Maida Swenson-Fortune and Katie Dombrowski want to democratize art. Each the product of an entrepreneurial family, Maida and Katie launched Cureeo based on a shared vision of making the art world accessible to everyone. They jumpstarted their dream in 2012 when Cureeo joined Excelerate Labs‘ (now TechStars) 2012 class of startups. These two haven’t lost steam despite their hectic lives, launching their transparency-focused Buyer’s Guide in 2013 to help everyone understand what makes art worth what it’s worth, in addition to bringing on new art impactors and discovering new artists in Chicago and beyond. Both founders are finishing MBAs at the University of Chicago’s Booth School of Business: Maida, the CEO and a first time mom to nearly-three-month-old Ella, is just two classes from completion while Katie juggles being a full-time student (graduating this May) with acting as CMO for Cureeo.
We sat down in Cureeo’s workspace at 1871 to glean wisdom from these two founders and distilled our conversation into valuable advice for all entrepreneurs, female or not.
The Urgent v. Important Test
Maida credits becoming a mom with forcing herself to implement an “Is this urgent or is this important?” test. “As a mom,” she said, “you just can’t spend time doing stuff that doesn’t matter.” Whenever she has a laundry list of things to do, she categorizes each item as either urgent or important, both urgent and important, or neither urgent nor important. Then, she crosses off anything that’s neither or only urgent but not important. Any entrepreneur can benefit from her prioritization strategy: “Don’t waste time doing what only seems pressing but doesn’t truly add value to your product.”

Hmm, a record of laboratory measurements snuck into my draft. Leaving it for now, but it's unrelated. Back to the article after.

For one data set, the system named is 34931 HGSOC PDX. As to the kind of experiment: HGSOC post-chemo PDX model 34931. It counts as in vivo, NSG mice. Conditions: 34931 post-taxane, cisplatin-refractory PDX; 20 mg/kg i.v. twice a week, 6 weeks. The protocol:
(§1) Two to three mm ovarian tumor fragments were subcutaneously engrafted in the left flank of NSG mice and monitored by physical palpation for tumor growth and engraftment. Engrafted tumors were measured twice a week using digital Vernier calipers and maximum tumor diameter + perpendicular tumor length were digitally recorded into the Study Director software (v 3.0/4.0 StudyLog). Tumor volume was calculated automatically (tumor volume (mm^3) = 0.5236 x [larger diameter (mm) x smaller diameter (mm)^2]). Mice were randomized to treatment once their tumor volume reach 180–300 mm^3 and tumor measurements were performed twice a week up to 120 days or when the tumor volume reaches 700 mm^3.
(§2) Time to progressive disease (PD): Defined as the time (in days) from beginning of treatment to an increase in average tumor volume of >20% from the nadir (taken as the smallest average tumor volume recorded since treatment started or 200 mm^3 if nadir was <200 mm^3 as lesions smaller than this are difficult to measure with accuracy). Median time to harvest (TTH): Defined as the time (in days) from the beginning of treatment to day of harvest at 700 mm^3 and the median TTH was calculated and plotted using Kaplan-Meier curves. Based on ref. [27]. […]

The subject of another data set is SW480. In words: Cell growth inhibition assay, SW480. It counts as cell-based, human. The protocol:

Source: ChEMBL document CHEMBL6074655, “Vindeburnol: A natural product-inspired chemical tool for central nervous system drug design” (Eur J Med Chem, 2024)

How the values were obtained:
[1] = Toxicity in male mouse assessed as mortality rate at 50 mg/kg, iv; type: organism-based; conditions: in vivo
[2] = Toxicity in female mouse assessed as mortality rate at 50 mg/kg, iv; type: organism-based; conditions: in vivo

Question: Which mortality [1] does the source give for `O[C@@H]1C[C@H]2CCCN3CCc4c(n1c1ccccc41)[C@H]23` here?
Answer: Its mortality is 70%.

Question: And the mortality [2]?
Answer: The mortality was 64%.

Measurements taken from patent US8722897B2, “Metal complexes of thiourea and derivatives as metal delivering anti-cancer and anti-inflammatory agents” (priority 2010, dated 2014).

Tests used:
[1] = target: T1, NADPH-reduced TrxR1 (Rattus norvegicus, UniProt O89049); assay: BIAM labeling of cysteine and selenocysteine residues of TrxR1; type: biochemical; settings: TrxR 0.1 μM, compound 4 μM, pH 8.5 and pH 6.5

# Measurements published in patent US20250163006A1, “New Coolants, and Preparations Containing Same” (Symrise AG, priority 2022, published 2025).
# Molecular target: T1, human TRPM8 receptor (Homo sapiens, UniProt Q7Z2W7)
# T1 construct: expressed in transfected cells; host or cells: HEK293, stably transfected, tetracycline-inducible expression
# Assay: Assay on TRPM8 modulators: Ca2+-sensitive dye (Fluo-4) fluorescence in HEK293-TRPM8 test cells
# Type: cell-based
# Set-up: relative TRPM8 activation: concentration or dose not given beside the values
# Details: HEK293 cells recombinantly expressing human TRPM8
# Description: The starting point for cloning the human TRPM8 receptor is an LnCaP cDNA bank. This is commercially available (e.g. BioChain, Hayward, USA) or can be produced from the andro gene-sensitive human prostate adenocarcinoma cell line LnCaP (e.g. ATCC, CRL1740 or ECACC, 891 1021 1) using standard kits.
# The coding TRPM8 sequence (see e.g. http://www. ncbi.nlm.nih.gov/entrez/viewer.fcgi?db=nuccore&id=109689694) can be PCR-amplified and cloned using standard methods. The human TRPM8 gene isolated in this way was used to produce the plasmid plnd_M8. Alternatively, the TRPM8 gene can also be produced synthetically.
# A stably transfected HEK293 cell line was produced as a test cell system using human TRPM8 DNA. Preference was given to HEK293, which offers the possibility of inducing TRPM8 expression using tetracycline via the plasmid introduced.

Both of these founders agree on the importance of being uncomfortable if you want to be successful. “Generally in life, if you’re not uncomfortable in some way, you’re not pushing yourself enough. Whether you’re working out or starting a business, you should stay uncomfortable,” theorized Maida when asked about the best advice she’s been given. Katie carried this idea over into thinking about product launches and paraphrased how Booth’s Professor Craig Wortmann opened one of her classes: If you’re an entrepreneur, you continually want to work on your product, make it perfect, and make it shine. Don’t do that—you’ll fail. You have no idea how it will do, so stop being comfortabl, and sitting in a self-reinforcing circle. Put it in front of live people. That real feedback will be the best thing that you ever do.” Katie recognized that the team at Cureeo could easily fall into the product perfection trap, but the way out is simple: Put your product out and be willing to be uncomfortable for a while. The feedback will be worth it.
Build a Team You Can Trust
Maida realized the importance of the Cureeo team when she was leaving them to give birth to her daughter. Unable to be on email constantly, she knew that the only way she’d be able to have a semblance of maternity leave was if she knew that she could trust the rest of Cureeo to represent the business. Maida left Katie at the helm, crediting an implicit belief in her team and the trust that they all share the same vision and mission, enabling her to step away.
Be Part of a Community
Shared experiences and resources through their networks have been crucial for these two founders, personally and professionally. “Other female founders are so important to me as a new mom running a business. When you’re balancing pumping with meeting with investors and switching into sales mode, it’s so relieving to know that you’re not the only one,” said Maida. She also gave a hat tip to the founders of Excelerate for making the environment one where she wasn’t nervous about telling people she was pregnant and trying to get a company off the ground. Both agreed that working out of 1871 is a huge boon, thanks to the people and resources within the community. Katie gave examples how invaluable it is to be able to bounce site issues off of other e-commerce companies, including MoxieJean, and have access to talented models for landing pages (you might spot Tony Wilkins on the site), as two major pluses of working in the shared space.